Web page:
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Transmit or receive any radio signal from 30 MHz to 6000 MHz on USB power with HackRF.
1,991 backers pledged $602,960 to help bring this project to life.

The Wrong Inductors

Posted by Michael Ossmann (Creator)

The pilot assembly began last week.  As is typical with a new design, the process started slowly.  After setting up the pick and place machine and reflow oven, a small batch of five units was assembled by the automated process.  These units were tested in order to validate the process before proceeding with the remaining units.

Unfortunately the first five did not test well.  A few minor soldering problems were corrected, and they still didn't test well.  The units functioned, but they had terrible RF performance.  The engineer looked at the units and compared them to the hand-assembled samples I had sent, and he noticed that the inductors in the RF section looked different.  Since that component selection was a fairly late design change on my part, he suspected that my sample units were built with a different inductor than the one I specified.

He tried replacing the inductors with a vaguely similar part he had lying around, and it improved the performance.  It still wasn't as good as it should be, but dropping in a randomly selected part made things better.  The production was stopped, and he shipped me two of the new units so that I could help diagnose the problem.

When they arrived, I looked at the inductors and immediately noticed that they were unfamiliar.  The manufacturer even sent me spare inductors on tape cut from the reels purchased for the assembly, and they had already emailed me photographs of the reels.  The labels in the photos looked correct, but the part was not correct.  It didn't look anything like the genuine component that I have previously purchased from multiple sources.

Was this an intentional counterfeit?  Was it an honest error?  We'll probably never know.  The phony part has the same inductance and is the same package size as the genuine part.  It might even be made by the same manufacturer.  My guess is that it costs about 5 cents, half of the cost of the genuine part.  Is that enough of a profit to motivate intentional relabeling for an order of 20,000 units?  I don't know.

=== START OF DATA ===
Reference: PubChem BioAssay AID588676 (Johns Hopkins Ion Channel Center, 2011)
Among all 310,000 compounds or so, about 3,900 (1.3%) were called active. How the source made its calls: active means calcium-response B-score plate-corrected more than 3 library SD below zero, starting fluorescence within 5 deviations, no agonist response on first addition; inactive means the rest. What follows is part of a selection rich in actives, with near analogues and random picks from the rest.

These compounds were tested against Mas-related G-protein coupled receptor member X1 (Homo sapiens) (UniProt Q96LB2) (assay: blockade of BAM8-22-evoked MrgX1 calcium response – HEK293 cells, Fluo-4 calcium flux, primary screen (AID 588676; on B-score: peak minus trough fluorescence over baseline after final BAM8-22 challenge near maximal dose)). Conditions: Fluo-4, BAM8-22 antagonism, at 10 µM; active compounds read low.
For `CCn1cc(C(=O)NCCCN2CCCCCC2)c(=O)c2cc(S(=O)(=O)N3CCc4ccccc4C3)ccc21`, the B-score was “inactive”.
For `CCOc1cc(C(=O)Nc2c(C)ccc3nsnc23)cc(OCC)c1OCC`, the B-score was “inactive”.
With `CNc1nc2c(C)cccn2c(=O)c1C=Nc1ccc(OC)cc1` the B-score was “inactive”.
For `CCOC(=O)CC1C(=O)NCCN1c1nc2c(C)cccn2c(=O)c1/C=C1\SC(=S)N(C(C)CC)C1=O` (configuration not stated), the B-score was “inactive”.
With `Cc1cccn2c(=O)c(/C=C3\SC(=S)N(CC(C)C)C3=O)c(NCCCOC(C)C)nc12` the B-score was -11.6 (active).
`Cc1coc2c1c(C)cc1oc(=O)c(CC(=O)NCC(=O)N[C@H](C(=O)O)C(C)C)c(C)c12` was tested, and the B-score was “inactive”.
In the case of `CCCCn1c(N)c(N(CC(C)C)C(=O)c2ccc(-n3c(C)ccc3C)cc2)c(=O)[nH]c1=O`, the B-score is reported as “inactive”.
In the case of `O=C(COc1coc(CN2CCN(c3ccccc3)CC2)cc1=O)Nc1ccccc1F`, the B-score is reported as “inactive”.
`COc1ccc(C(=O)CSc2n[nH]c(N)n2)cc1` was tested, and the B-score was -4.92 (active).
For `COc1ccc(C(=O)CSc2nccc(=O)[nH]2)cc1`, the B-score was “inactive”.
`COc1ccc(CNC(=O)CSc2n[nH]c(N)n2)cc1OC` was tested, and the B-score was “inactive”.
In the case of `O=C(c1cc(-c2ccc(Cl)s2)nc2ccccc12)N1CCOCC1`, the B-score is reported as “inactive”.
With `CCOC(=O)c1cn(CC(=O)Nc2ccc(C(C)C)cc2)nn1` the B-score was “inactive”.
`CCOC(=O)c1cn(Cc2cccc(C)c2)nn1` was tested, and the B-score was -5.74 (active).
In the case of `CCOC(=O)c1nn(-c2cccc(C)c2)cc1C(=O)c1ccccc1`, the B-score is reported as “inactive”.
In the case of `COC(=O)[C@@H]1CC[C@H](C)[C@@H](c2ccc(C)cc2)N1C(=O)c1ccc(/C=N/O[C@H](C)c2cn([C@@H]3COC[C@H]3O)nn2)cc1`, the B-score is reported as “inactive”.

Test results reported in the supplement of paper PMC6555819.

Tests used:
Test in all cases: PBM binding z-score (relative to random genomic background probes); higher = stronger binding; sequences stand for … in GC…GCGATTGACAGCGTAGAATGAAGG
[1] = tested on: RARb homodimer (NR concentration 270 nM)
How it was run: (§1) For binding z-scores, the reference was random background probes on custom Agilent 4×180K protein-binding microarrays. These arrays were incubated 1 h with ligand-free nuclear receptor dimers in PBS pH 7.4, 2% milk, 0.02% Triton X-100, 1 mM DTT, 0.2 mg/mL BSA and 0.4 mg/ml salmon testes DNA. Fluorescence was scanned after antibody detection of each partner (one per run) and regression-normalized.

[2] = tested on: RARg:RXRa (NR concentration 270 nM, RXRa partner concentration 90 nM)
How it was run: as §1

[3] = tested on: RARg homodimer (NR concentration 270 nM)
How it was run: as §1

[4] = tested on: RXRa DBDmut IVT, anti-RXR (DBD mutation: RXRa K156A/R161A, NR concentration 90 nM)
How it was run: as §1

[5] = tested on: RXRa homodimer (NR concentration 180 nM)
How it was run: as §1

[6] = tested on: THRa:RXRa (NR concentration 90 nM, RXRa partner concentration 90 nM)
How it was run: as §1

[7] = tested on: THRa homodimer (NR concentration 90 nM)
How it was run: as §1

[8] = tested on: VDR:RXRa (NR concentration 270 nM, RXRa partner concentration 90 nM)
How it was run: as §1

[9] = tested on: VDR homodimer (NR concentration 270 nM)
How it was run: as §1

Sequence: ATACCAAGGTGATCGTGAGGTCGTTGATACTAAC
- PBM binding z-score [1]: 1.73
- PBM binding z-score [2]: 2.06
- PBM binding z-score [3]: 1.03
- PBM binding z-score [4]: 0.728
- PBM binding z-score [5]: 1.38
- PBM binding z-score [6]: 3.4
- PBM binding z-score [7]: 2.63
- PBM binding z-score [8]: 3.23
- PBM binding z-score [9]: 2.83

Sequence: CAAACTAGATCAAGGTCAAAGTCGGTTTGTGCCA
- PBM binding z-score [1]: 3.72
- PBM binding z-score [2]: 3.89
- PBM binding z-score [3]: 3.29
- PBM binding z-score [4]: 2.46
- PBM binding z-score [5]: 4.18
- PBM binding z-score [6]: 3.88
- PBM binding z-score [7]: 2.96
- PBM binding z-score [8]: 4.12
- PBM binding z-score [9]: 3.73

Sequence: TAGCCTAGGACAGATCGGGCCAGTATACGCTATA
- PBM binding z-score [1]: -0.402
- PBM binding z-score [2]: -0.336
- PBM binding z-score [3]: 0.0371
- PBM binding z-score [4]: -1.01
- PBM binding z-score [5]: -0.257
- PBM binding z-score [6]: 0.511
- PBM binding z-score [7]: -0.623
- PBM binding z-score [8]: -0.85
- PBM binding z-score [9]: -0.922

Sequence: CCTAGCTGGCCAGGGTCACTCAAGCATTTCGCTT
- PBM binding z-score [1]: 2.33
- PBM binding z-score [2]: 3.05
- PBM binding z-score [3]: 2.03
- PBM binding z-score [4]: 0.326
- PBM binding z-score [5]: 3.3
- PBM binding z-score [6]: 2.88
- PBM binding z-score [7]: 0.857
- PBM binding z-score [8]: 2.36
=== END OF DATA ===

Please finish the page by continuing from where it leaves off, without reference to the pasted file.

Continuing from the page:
Fortunately the distributor is taking quick action to correct the problem.  They are using a known good source to supply replacement units for the pilot production as quickly as possible.  I expect that we will be able to resume production next week.

The good news is that this problem allowed me to inspect and test a couple of early sample units from the factory.  The PCBs are beautiful, and I am confident that the assembly will proceed more smoothly once the correct inductors arrive.  I will make the shipments to the PROTOTYPE backers as quickly as possible, probably by mid-April.


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    1. Frank Ruijs on

      I place my bets on the real one Michael.

    2. Michael Ossmann 3-time creator on

      If you don't mind paying more, not supporting the developer, and getting an outdated design that may have poor compatibility and performance compared to a Great Scott Gadgets HackRF One, go ahead and buy a clone. I liberally license the HackRF trademark (but not the Great Scott Gadgets trademark) similar to the the way the Linux trademark is licensed, so clones called HackRF may be legal while being unneighborly.

    3. Missing avatar

      Xie Yanbo on

      Don't know is it a good news, but the Chinese compatible hardware is already shipping now:…
      I've got one. They are using the "HackRF One" name, is that ok?

    4. Osman EL-BABA

      Thanks Michael for the detailed update and for QA on every level... Looking forward to receive the package.

    5. Michael Ossmann 3-time creator on

      Sorry I failed to get a good photo of the board. I'll try to correct that soon. My manufacturer is in China. I'm checking the other components as best I can, but most importantly I'm testing performance.

    6. Missing avatar

      Simon Brown on

      Thanks for the update. These things can happen, I'll wait impatiently...

    7. Missing avatar

      Paul on

      Thanks as always, for all the checks, much appreciated.

    8. Edouard Lafargue on

      Good thing you caught this early!

      Amazing how something that sounds obvious - ordering a specific component reference and getting that specific reference delivered - is actually a very common pitfall of hardware manufacturing. Where are you having the units assembled, by the way? You might want to double check other parts on the 5 boards and make sure you are really getting the right components w/ right tolerance for the whole BoM, if one inductor could be swapped, what about the rest ?

    9. Tiernan Messmer on

      Any pictures of the beautiful PCBs? :D

    10. Missing avatar

      Jack Glazko on

      Thanks for the details, Michael, and certainly the diligence on this. I never thought about how easy that type of problem would be to have... and what a great thing a pilot run was contracted first.

      I'm looking forward to having one of these units, but I'm very glad you're wading through the details in production as well as design. :)